Maj. Gen. John A. Logan, U. S. Army, commanding Third Division
In Field, near Vicksburg, Miss.
May 26, 1863.

COLONEL: I have the honor to report the following as the part taken by my command in the several marches against and the engagements with the enemy since leaving our camp at Milliken's Bend, La., on April 25:

[portions from April 25 - May 15 are omitted by the editor]

On the morning of the 15th, pursuant to special orders, I left my encampment on the main road. 2 miles west of Jackson, and marched in the direction of Clinton. Leaving the Jackson road at this point, I proceeded on what is known as the Edwards Depot road a distance of 7 miles, and encamped on Turkey Creek, with my right and left resting on the road. Here my advance came up with General Hovey's division. The Third Brigade, General John D. Stevenson commanding, was brought up and formed upon General Hovey's left at a point crossing the railroad leading from Raymond to Edwards Depot, where strong lines of pickets were thrown out connecting with General Hovey, to avoid any flank movement of the enemy. The First Brigade, General John E. Smith, was assigned a position on the right of the road, to support the Eighth Michigan Battery, Captain De Golyer, and Company D, First Illinois Light Artillery, both of which were placed in positions commanding the road. The Second Brigade, General E. S. Dennis commanding, was held as a reserve in the rear of General Stevenson.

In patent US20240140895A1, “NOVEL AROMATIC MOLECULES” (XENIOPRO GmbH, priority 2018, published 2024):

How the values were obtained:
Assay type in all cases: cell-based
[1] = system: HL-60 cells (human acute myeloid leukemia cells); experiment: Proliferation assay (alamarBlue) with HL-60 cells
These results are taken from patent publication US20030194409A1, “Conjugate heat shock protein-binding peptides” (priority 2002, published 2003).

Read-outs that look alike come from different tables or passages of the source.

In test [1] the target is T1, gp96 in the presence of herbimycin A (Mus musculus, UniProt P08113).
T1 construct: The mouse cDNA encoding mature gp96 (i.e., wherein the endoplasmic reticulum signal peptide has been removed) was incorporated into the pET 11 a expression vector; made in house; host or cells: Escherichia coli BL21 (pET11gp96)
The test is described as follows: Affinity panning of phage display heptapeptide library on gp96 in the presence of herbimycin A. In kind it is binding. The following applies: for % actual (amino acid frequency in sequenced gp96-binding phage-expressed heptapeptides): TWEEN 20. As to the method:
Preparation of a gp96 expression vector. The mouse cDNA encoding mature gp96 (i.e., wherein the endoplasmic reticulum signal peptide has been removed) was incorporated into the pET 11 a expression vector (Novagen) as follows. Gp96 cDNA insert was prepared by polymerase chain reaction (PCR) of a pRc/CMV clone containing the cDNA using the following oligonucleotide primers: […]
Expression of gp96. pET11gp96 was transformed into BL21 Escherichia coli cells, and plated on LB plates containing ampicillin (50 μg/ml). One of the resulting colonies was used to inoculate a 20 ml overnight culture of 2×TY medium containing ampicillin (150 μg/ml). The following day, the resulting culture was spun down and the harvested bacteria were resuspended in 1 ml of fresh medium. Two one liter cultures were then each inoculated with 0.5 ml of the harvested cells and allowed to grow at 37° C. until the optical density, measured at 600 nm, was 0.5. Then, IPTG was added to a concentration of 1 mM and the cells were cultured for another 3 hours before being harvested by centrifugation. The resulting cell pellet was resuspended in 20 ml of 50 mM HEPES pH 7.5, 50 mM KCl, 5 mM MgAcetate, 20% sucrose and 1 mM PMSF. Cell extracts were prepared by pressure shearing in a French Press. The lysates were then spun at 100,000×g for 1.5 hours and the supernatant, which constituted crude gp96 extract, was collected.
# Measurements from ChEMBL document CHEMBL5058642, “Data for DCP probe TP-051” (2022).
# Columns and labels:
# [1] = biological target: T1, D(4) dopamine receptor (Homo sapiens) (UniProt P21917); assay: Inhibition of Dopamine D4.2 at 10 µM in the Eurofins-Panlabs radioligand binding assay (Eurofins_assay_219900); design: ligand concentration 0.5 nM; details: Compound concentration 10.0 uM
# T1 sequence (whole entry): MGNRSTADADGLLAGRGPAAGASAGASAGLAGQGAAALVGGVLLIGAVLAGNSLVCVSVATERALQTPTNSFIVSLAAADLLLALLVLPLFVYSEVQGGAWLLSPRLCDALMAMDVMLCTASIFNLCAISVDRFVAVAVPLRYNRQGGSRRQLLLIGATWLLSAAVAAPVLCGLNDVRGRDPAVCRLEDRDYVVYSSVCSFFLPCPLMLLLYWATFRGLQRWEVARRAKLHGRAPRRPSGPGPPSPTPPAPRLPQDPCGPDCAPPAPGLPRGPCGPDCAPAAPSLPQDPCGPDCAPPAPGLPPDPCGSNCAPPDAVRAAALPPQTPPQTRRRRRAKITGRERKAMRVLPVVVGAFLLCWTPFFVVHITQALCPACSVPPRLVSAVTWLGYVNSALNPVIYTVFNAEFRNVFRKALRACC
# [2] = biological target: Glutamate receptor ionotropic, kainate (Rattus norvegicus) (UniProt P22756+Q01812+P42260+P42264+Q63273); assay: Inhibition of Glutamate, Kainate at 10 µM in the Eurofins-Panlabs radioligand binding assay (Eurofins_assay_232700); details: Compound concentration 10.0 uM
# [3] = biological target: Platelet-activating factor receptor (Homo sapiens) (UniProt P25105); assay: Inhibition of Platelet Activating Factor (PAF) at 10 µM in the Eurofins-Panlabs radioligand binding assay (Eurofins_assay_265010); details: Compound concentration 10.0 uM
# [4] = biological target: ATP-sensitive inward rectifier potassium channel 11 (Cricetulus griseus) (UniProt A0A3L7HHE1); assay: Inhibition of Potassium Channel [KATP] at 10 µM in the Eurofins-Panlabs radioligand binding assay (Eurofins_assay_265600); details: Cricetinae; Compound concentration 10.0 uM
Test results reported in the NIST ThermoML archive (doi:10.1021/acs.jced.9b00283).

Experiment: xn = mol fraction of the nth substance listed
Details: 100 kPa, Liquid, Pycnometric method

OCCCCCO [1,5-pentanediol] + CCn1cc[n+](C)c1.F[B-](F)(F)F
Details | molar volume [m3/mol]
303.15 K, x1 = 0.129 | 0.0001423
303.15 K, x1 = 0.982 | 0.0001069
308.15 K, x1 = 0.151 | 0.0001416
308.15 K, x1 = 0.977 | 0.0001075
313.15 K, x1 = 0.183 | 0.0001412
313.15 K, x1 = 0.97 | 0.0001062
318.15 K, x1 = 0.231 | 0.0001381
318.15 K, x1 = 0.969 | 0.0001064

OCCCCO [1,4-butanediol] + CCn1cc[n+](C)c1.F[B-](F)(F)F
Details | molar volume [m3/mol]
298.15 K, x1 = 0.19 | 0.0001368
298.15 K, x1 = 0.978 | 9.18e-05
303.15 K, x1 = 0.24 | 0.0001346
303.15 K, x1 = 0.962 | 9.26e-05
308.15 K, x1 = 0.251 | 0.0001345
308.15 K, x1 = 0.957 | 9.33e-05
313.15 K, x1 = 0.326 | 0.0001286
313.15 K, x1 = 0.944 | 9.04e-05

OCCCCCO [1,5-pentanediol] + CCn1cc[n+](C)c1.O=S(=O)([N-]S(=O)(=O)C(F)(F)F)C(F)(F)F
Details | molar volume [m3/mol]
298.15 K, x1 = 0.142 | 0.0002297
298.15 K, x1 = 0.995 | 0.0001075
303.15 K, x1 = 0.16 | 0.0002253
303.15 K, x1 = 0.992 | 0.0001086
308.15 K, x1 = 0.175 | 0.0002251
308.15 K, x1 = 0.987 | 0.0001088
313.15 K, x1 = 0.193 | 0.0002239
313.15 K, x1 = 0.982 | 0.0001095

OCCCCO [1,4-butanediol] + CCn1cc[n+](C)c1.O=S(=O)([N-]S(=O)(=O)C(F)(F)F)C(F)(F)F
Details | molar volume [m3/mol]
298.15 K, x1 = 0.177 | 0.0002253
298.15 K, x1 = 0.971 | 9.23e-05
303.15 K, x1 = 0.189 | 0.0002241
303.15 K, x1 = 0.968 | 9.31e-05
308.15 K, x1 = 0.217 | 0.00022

On the following morning (the 16th instant), at 5 a.m., General M.D. Leggett, by the expiration of his leave of absence, having resumed command, vice General Dennis, relieved by special orders and required to report to General Quinby, commanding the Seventh Division, followed up with his command directly in the rear of General Hovey's division. Proceeding a distance of 2 miles, I found General Hovey's command drawn up in line of battle, his right resting on the left of the main road, the enemy, as I learned, having been discovered in force strongly posted on a high ridge known as Champion's Hill, and apparently well supported by artillery. I caused the Second Brigade, General Leggett, with the Twentieth Ohio, Colonel Force commanding, and the Thirtieth Illinois Infantry, Lieutenant-Colonel Shedd commanding, constituting the advance line, to move forward and form on the right of General Hovey. The Eighth Michigan Battery, Captain De Golyer commanding, having been previously placed in position 200 yards in rear of General Leggett, Company A, of the Twentieth Ohio, and Company B, Thirtieth Illinois Infantry, were deployed as skirmishers. This order, under a sharp fire from the enemy, was promptly executed, General Leggett advancing, as directed, across a small ravine, and forming on General Hovey's right. The First Brigade, General Smith commanding, was ordered up in line, with the left resting on the right of General Leggett; Company D, First Illinois Light Artillery, Captain Rogers, occupied the right of General Smith. The Third Brigade, General John D. Stevenson commanding, was brought up and held as a reserve in the rear of the center of the two brigades, remaining in that position about one hour, during which time the First and Second Brigades engaged the enemy.